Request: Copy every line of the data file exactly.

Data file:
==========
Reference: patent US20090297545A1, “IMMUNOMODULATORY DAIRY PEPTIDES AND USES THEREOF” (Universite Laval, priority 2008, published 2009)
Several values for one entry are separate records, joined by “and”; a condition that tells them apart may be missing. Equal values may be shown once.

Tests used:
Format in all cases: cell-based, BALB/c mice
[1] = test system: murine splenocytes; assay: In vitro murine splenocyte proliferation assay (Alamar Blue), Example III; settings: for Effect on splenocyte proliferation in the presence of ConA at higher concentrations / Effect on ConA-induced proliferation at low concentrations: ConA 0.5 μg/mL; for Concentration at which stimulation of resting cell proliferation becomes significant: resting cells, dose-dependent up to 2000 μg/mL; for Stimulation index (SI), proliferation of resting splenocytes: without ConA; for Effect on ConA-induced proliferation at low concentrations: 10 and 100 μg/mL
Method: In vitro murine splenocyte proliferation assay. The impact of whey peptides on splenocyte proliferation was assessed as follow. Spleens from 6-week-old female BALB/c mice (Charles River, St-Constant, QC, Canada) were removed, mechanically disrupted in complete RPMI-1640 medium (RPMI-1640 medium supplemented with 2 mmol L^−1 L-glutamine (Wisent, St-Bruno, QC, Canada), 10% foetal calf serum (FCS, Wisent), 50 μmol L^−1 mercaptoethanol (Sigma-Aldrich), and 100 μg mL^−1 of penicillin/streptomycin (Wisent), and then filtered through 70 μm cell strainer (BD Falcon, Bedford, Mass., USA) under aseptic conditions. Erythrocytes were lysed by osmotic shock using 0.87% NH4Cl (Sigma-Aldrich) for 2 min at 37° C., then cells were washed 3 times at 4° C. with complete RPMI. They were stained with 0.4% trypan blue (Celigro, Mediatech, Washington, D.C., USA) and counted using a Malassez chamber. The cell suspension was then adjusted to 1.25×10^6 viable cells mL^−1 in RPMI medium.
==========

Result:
Reference: patent US20090297545A1, “IMMUNOMODULATORY DAIRY PEPTIDES AND USES THEREOF” (Universite Laval, priority 2008, published 2009)
Several values for one entry are separate records, joined by “and”; a condition that tells them apart may be missing. Equal values may be shown once.

Tests used:
Format in all cases: cell-based, BALB/c mice
[1] = test system: murine splenocytes; assay: In vitro murine splenocyte proliferation assay (Alamar Blue), Example III; settings: for Effect on splenocyte proliferation in the presence of ConA at higher concentrations / Effect on ConA-induced proliferation at low concentrations: ConA 0.5 μg/mL; for Concentration at which stimulation of resting cell proliferation becomes significant: resting cells, dose-dependent up to 2000 μg/mL; for Stimulation index (SI), proliferation of resting splenocytes: without ConA; for Effect on ConA-induced proliferation at low concentrations: 10 and 100 μg/mL
Method: In vitro murine splenocyte proliferation assay. The impact of whey peptides on splenocyte proliferation was assessed as follow. Spleens from 6-week-old female BALB/c mice (Charles River, St-Constant, QC, Canada) were removed, mechanically disrupted in complete RPMI-1640 medium (RPMI-1640 medium supplemented with 2 mmol L^−1 L-glutamine (Wisent, St-Bruno, QC, Canada), 10% foetal calf serum (FCS, Wisent), 50 μmol L^−1 mercaptoethanol (Sigma-Aldrich), and 100 μg mL^−1 of penicillin/streptomycin (Wisent), and then filtered through 70 μm cell strainer (BD Falcon, Bedford, Mass., USA) under aseptic conditions. Erythrocytes were lysed by osmotic shock using 0.87% NH4Cl (Sigma-Aldrich) for 2 min at 37° C., then cells were washed 3 times at 4° C. with complete RPMI. They were stained with 0.4% trypan blue (Celigro, Mediatech, Washington, D.C., USA) and counted using a Malassez chamber. The cell suspension was then adjusted to 1.25×10^6 viable cells mL^−1 in RPMI medium.